A new study concludes that an extinct volcano off the shore of Portugal could store as much as 1.2-8.6 gigatons of carbon dioxide, the equivalent of 24-125 years of the country’s industrial emissions.
Doing so would rely on a method known as “in situ mineral carbonization,” which works when the CO2 taken from the air is pumped deep underground.
Once in the bowels of this extinct volcano, calcium, magnesium, and iron react to the incoming carbon dioxide to form calcite, dolomite, and magnesite, trapping the CO2 forever in a rocky prison.
Doing it in the Fontanelas volcano, 60 miles off the coast of Portugal presents several advantages. First, the mountainous structure of the volcano would make drilling into it easy relative to other in situ mineral carbonization drilling projects. Second, volcanic basalt tends to contain high percentages of iron, magnesium, and calcium. Thirdly, it’s near at hand to the shore and doesn’t take up any land space in the country.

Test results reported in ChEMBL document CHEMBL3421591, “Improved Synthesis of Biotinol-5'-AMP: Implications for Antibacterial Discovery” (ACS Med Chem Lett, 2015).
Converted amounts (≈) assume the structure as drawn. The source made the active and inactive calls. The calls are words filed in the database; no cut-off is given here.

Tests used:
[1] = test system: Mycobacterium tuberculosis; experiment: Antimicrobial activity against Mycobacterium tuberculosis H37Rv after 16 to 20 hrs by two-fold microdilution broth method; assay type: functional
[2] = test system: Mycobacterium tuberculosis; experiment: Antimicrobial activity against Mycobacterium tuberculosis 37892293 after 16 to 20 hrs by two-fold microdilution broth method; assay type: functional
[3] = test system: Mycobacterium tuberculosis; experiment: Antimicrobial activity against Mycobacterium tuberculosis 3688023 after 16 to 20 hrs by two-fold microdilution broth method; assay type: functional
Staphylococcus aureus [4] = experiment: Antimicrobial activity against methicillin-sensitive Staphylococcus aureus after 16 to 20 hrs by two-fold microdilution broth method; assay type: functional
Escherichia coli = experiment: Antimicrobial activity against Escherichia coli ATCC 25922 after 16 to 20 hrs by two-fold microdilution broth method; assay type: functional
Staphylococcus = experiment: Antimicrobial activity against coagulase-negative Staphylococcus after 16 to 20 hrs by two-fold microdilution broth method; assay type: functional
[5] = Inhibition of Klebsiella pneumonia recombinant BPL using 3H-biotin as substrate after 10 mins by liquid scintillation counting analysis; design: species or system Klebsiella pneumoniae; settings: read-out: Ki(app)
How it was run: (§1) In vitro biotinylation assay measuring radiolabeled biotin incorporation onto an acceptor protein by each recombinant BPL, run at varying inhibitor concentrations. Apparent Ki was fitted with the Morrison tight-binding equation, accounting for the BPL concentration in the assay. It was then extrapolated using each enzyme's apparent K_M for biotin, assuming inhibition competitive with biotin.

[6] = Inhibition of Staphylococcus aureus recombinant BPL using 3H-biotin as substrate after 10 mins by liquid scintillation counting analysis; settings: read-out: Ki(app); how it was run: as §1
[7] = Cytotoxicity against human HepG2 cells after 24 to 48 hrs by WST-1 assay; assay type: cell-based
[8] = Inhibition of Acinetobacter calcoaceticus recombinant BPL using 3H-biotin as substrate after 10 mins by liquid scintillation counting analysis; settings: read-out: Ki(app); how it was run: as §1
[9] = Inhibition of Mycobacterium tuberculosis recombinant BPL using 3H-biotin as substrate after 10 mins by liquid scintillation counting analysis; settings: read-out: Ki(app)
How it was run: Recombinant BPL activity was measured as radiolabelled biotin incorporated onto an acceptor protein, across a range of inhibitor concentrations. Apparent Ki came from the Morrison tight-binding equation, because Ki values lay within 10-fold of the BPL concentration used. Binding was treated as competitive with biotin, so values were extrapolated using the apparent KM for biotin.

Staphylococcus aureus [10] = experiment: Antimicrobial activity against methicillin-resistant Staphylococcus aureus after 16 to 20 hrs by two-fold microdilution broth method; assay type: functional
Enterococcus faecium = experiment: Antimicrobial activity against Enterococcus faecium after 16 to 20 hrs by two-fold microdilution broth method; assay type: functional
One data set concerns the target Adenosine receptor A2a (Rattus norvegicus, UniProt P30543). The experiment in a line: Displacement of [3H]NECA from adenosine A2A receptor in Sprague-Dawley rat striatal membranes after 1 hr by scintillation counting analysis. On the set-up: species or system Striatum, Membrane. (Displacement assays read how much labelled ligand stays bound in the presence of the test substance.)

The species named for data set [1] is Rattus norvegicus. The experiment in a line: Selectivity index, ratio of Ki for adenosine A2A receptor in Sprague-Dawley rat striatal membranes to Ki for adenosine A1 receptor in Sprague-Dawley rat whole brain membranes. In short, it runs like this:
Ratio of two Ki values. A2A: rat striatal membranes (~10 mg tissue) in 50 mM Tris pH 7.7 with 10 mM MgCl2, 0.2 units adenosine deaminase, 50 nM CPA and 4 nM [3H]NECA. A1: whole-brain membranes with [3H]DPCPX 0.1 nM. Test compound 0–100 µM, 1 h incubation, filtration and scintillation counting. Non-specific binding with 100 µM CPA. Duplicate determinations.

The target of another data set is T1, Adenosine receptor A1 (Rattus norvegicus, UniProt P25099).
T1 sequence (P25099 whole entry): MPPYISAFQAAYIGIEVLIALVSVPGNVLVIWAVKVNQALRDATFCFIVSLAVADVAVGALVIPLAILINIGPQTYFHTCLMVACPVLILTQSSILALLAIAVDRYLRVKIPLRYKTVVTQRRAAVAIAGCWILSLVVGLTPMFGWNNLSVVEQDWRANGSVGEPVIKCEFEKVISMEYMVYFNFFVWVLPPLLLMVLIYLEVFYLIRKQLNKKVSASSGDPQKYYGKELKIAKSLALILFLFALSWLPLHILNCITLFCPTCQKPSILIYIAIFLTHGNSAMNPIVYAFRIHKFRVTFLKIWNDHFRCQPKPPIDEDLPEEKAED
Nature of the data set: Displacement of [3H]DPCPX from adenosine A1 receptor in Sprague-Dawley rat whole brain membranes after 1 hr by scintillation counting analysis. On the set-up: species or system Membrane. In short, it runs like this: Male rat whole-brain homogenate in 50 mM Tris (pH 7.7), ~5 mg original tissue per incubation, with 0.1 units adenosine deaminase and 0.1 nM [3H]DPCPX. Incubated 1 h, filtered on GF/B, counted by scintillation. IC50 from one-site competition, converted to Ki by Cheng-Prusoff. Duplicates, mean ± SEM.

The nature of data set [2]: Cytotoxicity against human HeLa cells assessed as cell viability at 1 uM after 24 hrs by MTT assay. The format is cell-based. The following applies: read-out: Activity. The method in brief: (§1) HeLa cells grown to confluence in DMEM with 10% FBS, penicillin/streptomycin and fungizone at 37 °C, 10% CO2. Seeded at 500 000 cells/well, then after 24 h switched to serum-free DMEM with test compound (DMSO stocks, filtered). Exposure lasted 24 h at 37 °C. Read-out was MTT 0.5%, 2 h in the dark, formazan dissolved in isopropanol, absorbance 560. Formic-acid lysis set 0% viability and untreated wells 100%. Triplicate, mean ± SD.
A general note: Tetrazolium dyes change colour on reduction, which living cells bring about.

“We know that most countries, including Portugal, are making efforts to decarbonize the economy and our human activities, this is a message that this may be one of the instruments to solve the problem,” says Ricardo Pereira, a geologist at the NOVA School of Science and Technology, and co-author of the study.
Utilizing existing data on dredging and drilling done by seismologists and scientists working in oil exploration, the joint American-Portuguese team of scientists publishing for the Geological Society of America found that the rocks of the Fontanelas volcano contained high levels of carbonates—indicating that the processes of in situ carbonization were already occurring naturally.
Furthermore, the rocks dredged up were 40% porous, meaning a high amount of space exists for the injection of CO2.
The authors suggest that there are likely other undersea volcanoes that countries could use as CO2 landfills.
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